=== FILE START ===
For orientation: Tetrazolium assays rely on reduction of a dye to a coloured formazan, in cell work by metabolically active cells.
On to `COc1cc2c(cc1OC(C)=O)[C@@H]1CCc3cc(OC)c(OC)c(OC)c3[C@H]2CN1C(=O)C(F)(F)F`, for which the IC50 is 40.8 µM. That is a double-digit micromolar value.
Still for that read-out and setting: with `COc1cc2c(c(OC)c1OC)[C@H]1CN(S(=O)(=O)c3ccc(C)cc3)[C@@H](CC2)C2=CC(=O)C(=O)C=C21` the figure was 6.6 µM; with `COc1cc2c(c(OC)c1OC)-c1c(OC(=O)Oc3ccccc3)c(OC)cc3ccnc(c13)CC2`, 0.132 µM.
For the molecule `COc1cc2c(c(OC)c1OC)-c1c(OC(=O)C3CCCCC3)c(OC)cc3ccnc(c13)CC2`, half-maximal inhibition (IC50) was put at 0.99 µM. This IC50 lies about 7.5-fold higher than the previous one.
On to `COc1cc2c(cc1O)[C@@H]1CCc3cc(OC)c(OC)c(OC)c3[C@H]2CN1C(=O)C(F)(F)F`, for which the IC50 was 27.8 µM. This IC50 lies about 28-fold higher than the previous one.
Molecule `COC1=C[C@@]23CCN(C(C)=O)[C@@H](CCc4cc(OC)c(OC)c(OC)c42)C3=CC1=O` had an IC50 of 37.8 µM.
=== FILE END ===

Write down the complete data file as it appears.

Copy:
For orientation: Tetrazolium assays rely on reduction of a dye to a coloured formazan, in cell work by metabolically active cells.
On to `COc1cc2c(cc1OC(C)=O)[C@@H]1CCc3cc(OC)c(OC)c(OC)c3[C@H]2CN1C(=O)C(F)(F)F`, for which the IC50 is 40.8 µM. That is a double-digit micromolar value.
Still for that read-out and setting: with `COc1cc2c(c(OC)c1OC)[C@H]1CN(S(=O)(=O)c3ccc(C)cc3)[C@@H](CC2)C2=CC(=O)C(=O)C=C21` the figure was 6.6 µM; with `COc1cc2c(c(OC)c1OC)-c1c(OC(=O)Oc3ccccc3)c(OC)cc3ccnc(c13)CC2`, 0.132 µM.
For the molecule `COc1cc2c(c(OC)c1OC)-c1c(OC(=O)C3CCCCC3)c(OC)cc3ccnc(c13)CC2`, half-maximal inhibition (IC50) was put at 0.99 µM. This IC50 lies about 7.5-fold higher than the previous one.
On to `COc1cc2c(cc1O)[C@@H]1CCc3cc(OC)c(OC)c(OC)c3[C@H]2CN1C(=O)C(F)(F)F`, for which the IC50 was 27.8 µM. This IC50 lies about 28-fold higher than the previous one.
Molecule `COC1=C[C@@]23CCN(C(C)=O)[C@@H](CCc4cc(OC)c(OC)c(OC)c42)C3=CC1=O` had an IC50 of 37.8 µM.